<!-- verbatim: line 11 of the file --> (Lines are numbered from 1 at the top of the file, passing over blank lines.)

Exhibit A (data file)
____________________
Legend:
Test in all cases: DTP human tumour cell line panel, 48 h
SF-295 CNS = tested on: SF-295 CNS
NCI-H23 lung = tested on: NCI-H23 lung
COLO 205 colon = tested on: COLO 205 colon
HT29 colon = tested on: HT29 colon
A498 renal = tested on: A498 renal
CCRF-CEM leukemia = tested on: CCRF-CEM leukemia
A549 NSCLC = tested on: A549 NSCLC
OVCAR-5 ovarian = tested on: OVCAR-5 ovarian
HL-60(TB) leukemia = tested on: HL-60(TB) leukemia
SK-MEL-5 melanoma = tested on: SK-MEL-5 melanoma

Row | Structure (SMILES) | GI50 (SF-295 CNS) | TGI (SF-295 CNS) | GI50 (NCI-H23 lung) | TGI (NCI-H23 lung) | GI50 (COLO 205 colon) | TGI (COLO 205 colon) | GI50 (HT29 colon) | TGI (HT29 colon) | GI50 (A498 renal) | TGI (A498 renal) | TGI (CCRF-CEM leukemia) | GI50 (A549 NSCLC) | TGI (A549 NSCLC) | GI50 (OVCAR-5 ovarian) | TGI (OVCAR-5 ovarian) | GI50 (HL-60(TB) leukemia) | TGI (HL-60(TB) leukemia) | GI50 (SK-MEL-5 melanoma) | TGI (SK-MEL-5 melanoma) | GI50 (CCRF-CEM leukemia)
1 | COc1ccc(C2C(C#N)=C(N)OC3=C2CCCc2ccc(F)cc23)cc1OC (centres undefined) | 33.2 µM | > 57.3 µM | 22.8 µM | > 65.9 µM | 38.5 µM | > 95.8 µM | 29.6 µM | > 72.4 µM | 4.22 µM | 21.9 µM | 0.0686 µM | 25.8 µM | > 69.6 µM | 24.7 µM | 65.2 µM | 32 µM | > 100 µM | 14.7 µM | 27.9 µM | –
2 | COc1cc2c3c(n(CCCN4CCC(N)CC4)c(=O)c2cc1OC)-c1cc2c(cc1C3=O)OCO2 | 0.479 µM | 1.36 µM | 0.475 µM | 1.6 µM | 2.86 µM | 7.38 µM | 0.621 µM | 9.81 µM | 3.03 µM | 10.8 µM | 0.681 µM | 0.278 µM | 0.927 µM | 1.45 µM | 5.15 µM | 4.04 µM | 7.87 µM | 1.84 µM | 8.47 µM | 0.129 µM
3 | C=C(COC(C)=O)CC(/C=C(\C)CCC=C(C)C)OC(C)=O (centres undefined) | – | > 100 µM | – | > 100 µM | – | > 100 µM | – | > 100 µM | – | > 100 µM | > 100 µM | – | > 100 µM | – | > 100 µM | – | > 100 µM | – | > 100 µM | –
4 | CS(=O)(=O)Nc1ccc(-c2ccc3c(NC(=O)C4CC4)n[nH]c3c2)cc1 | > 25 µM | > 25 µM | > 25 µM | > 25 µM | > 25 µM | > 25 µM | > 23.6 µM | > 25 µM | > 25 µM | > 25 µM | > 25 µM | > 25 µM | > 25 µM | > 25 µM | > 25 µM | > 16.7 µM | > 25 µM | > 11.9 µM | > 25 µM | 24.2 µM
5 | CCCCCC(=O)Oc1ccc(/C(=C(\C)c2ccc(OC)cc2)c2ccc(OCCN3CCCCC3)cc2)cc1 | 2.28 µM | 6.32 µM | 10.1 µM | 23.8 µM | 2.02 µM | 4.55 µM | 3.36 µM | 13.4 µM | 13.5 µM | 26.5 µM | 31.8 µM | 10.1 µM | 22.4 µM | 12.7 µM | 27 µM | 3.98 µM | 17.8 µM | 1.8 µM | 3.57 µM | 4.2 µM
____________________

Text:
HL-60(TB) leukemia = tested on: HL-60(TB) leukemia